Wednesday, August 2, 2017

Lumberjacks and Farmers in the Northwoods of Wisconsin

By Paisley Kirkpatrick
My Northwoods Series is based in Upper Wisconsin in 1857. The rich history in this area provides a great background for my tales of trapping, fishing, and the harvesting of rich forests.
I belong to the Historical Society and once a year spend an afternoon in one of the two museums in our small community. My favorite of the two buildings is a small log cabin filled with artifacts used by lumberjacks and farmers. The rich forests here provide the many sawmills in the area with timber. What I've found remarkable are tools they used all those years ago for the logging business and farming.
The water here is pure and the ground rich for growing fields of vegetables and food for livestock.
Most major cities in central and northern Wisconsin were built around or over rivers. These waterways provided an opportune way to transport pine logs from rich forests to the mills. Forests adjacent to the Wisconsin River were the first to fall from a lumberjack's ax.
Multiple rivers provided a convenient mode of transport for the pine logs to travel from the forests to the mills. These sawmills used the swift-moving rivers to power waterwheels and the huge saws they used to first to cut the logs into boards and then the logs into boards.
White settlers moved into the Northwoods and began to develop the lumber industry. Even though their settlements were established far distances from obtaining supplies and enjoying the convenience of markets, a limited form of transportation, and unimproved roads and waterways, the lumber industry grew steadily and formed the backbone of the state's economy by the middle of the nineteenth century.
Stevens Point and Wausau are two towns that can thank the mills for expanding. They provided general stores, banks, grocers, and other businesses to support the growing population of loggers and mill workers.


  1. Paisley, the area sounds beautiful. I love museums, too. Even though they are interesting, I always come away grateful for my modern conveniences. Of course, that's what people of that time believed about their way of life. Beautiful photos of the water!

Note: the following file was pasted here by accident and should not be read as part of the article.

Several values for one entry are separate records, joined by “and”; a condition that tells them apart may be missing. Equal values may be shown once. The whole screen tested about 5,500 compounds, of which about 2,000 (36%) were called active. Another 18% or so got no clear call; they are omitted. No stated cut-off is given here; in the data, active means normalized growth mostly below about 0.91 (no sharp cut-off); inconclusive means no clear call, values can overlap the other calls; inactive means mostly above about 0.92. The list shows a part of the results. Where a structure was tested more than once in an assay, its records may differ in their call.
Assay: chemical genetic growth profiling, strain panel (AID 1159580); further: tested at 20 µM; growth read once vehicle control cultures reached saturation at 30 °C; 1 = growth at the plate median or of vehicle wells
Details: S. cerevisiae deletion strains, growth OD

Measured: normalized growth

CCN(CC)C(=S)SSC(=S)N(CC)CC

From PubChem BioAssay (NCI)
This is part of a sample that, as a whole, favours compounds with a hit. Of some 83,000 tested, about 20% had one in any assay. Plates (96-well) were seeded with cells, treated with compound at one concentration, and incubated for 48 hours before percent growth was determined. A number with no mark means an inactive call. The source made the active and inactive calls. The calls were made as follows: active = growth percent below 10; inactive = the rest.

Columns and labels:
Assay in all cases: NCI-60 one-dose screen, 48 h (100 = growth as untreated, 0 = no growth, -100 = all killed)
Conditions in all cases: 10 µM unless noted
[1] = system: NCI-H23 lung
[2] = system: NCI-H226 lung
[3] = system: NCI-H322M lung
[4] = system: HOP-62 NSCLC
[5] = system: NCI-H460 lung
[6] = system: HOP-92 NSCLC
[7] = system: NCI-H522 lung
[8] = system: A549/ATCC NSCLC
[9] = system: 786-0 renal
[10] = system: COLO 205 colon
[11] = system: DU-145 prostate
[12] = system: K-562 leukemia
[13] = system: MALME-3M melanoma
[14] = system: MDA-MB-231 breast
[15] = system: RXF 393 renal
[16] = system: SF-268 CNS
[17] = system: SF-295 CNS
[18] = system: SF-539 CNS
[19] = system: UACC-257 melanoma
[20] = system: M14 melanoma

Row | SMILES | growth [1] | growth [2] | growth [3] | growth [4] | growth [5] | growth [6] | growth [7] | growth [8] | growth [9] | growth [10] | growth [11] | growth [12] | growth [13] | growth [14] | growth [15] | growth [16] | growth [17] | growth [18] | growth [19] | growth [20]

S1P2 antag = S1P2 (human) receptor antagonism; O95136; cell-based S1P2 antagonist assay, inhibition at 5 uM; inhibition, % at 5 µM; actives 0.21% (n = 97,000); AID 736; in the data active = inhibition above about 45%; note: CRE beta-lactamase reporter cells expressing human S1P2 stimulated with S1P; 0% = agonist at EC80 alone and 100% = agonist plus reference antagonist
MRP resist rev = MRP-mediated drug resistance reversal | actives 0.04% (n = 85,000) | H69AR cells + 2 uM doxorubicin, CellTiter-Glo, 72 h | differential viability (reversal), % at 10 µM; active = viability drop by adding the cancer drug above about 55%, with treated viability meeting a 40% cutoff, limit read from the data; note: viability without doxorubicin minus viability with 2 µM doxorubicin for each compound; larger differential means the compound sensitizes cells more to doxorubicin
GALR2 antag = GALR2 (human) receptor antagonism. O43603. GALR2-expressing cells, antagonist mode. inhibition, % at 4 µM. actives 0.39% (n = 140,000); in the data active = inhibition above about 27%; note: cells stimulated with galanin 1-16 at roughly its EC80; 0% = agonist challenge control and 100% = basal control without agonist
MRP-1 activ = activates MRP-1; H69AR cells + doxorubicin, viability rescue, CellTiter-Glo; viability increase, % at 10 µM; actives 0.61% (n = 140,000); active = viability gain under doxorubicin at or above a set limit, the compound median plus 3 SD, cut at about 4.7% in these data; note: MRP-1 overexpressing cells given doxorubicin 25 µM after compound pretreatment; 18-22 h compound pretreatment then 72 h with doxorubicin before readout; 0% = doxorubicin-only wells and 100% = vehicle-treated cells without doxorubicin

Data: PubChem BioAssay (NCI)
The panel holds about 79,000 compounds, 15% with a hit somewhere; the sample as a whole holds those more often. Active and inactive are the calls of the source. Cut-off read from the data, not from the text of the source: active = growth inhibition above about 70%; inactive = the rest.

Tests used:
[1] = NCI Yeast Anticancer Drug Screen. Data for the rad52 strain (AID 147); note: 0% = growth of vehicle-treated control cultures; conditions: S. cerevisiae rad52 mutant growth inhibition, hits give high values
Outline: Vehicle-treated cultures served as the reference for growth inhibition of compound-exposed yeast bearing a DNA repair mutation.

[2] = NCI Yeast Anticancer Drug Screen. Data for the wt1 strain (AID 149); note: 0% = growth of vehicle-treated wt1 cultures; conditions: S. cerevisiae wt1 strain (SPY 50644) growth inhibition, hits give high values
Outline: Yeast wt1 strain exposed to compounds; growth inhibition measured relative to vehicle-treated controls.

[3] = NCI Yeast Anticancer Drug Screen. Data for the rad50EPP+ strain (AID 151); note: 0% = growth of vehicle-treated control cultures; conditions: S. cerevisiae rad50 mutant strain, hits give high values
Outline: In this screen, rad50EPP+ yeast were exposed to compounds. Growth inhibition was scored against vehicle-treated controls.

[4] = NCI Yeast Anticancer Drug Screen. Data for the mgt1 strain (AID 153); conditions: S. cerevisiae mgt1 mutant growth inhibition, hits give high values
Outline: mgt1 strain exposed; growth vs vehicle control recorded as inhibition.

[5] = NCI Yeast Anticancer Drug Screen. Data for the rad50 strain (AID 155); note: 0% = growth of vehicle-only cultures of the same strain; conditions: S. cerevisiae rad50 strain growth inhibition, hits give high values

2. Hi Caroline. We are blessed to live in the Northwoods. Our backyard fence is the river. :) My stories reflect this area in 1857 so I do a lot of research and am finding about my husband's birthplace.

  3. Wonderful wrap of the area. Thanks!

  4. Hi Judy. Thank you for stopping. This is a great place to live to write historical romance. :)

  5. I don't know much about Wisconsin except it's cold. I went there with a friend to visit relatives in early summer and needed a sweater. You make it sound like a fun place though with those outdoor activities.
    I wish you all the best.

    1. Thanks, Sarah. I am a California girl, but hubby was born and raised in this place. I am here forever now because of the life we lead here. I am Celic and Nordic so I guess that's why I'm the one prayer for more snow. :)

  6. Amazing, amazing, Paisley. You always have such interesting posts about a part of our country that is not often discussed or used in a story. I admire your faithfulness to your background and history of your state.
    I like an author who "writes what they know." And you are one of those authors.
    Well done! Celia

  7. Thank you for such a nice compliment, Celia. I do love history and this place is filled with interesting history and beautiful country.

  8. Paisley, I want to come visit. Those pictures are so beautiful! I can imagine sitting outside staring at the river and listening to the birds as I write.


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